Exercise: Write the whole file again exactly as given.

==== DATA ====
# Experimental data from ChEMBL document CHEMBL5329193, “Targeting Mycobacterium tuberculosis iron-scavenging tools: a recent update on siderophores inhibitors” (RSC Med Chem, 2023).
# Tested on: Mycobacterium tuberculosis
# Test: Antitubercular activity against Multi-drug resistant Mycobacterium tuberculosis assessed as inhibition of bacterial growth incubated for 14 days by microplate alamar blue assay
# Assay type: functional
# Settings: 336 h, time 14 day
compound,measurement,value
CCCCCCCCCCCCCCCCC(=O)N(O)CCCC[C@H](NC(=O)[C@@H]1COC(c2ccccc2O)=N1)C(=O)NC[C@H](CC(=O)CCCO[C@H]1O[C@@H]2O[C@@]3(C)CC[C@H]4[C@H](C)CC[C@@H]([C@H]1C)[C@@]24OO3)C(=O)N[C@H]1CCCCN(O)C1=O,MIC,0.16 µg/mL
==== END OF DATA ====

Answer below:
# Experimental data from ChEMBL document CHEMBL5329193, “Targeting Mycobacterium tuberculosis iron-scavenging tools: a recent update on siderophores inhibitors” (RSC Med Chem, 2023).
# Tested on: Mycobacterium tuberculosis
# Test: Antitubercular activity against Multi-drug resistant Mycobacterium tuberculosis assessed as inhibition of bacterial growth incubated for 14 days by microplate alamar blue assay
# Assay type: functional
# Settings: 336 h, time 14 day
compound,measurement,value
CCCCCCCCCCCCCCCCC(=O)N(O)CCCC[C@H](NC(=O)[C@@H]1COC(c2ccccc2O)=N1)C(=O)NC[C@H](CC(=O)CCCO[C@H]1O[C@@H]2O[C@@]3(C)CC[C@H]4[C@H](C)CC[C@@H]([C@H]1C)[C@@]24OO3)C(=O)N[C@H]1CCCCN(O)C1=O,MIC,0.16 µg/mL